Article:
Pandora is about to settle and pay the major labels for playing pre-1972 recordings but not paying royalties for their broadcast, according to a story in the New York Post.
In the U.S. there is no performance right and thus no performance royalty payment for records when they are played on the radio or in movie theaters, stores, restaurants, hotels and bars. But when the digital format emerged record labels managed to get a performance right for digital broadcast.
However, Sirius and Pandora have taken the position that since the federal master recording copyright wasn’t created until the 1972 and therefore even thought they are digital broadcasters, they don’t have to pay on pre-1972 recordings.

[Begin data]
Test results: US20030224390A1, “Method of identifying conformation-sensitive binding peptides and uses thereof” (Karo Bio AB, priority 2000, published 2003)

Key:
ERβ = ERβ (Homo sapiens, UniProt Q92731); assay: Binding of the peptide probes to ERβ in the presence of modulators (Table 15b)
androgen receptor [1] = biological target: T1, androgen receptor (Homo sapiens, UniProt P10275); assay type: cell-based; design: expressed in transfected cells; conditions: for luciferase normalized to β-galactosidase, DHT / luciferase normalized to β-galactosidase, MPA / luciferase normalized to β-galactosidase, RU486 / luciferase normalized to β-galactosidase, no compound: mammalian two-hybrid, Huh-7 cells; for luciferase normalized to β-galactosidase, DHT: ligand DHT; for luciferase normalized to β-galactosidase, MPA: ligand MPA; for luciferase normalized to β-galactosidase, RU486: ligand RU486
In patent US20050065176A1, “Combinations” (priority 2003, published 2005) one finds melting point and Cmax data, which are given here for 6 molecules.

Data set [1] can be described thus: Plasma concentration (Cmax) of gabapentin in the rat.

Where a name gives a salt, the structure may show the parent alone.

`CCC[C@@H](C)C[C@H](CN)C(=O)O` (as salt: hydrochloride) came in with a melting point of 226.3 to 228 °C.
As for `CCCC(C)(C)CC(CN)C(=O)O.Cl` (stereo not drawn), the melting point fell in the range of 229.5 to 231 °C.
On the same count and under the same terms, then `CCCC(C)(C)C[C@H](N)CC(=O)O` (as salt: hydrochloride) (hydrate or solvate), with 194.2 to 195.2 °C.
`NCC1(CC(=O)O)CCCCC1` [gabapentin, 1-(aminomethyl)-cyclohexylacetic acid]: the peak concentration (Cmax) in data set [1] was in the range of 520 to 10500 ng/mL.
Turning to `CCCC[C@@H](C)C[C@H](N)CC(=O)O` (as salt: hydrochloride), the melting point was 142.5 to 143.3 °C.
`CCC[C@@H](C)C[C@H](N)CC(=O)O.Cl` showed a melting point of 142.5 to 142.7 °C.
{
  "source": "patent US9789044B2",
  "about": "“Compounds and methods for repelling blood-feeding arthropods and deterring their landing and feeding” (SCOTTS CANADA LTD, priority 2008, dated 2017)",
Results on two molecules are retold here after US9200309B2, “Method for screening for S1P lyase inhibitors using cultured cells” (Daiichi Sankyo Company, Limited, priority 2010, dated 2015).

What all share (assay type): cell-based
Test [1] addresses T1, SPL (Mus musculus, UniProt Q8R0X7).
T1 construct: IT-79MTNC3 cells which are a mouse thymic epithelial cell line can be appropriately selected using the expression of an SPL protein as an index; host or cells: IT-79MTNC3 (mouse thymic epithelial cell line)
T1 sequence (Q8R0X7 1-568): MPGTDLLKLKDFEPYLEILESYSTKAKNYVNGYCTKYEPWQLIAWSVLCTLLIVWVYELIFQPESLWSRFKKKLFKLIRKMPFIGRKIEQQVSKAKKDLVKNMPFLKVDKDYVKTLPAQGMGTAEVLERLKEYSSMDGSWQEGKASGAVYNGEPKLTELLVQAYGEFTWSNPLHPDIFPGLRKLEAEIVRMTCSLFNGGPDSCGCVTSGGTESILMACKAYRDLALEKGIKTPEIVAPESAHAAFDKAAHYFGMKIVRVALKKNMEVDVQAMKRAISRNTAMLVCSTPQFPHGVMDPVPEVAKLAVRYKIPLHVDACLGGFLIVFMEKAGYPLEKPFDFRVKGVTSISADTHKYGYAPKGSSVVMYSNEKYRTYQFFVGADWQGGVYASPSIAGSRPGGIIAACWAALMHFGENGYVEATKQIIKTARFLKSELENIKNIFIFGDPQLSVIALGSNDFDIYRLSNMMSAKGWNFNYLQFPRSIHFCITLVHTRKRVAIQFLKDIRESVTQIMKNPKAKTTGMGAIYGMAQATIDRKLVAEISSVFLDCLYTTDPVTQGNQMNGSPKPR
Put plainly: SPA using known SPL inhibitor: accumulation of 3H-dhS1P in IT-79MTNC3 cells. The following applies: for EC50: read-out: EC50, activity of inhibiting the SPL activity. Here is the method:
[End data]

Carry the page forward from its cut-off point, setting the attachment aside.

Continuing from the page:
But record labels and artist have argued that those pre-1972 masters recordings must be paid royalties due to individual state copyright laws. The Turtles, who own their masters, were the first to sue Sirius and then Pandora for royalty payments, citing state laws in California and New York. The majors soon followed suit. So far, Sirius has settled with the majors, agreeing to pay $210 million. If the Post is correct, Pandora is now about to make a settlement too, to the tune of $90 million.
However, a Pandora spokesman said, “We don’t comment on rumor and speculation.”
WMG and UMG did not immediately respond to a req for comment. RIAA refused to comment.